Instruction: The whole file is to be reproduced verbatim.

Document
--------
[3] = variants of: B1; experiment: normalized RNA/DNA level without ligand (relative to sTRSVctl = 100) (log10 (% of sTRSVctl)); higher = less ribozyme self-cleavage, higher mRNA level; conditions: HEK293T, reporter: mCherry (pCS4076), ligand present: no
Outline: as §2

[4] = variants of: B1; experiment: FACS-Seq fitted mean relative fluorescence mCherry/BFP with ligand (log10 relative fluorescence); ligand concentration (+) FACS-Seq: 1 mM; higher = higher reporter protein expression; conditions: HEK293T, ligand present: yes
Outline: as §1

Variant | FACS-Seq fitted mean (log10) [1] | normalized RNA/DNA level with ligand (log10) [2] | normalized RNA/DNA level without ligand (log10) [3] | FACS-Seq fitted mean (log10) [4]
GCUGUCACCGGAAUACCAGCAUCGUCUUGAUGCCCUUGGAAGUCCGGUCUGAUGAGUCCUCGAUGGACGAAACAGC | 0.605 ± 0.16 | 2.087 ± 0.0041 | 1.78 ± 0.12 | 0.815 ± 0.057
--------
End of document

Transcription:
[3] = variants of: B1; experiment: normalized RNA/DNA level without ligand (relative to sTRSVctl = 100) (log10 (% of sTRSVctl)); higher = less ribozyme self-cleavage, higher mRNA level; conditions: HEK293T, reporter: mCherry (pCS4076), ligand present: no
Outline: as §2

[4] = variants of: B1; experiment: FACS-Seq fitted mean relative fluorescence mCherry/BFP with ligand (log10 relative fluorescence); ligand concentration (+) FACS-Seq: 1 mM; higher = higher reporter protein expression; conditions: HEK293T, ligand present: yes
Outline: as §1

Variant | FACS-Seq fitted mean (log10) [1] | normalized RNA/DNA level with ligand (log10) [2] | normalized RNA/DNA level without ligand (log10) [3] | FACS-Seq fitted mean (log10) [4]
GCUGUCACCGGAAUACCAGCAUCGUCUUGAUGCCCUUGGAAGUCCGGUCUGAUGAGUCCUCGAUGGACGAAACAGC | 0.605 ± 0.16 | 2.087 ± 0.0041 | 1.78 ± 0.12 | 0.815 ± 0.057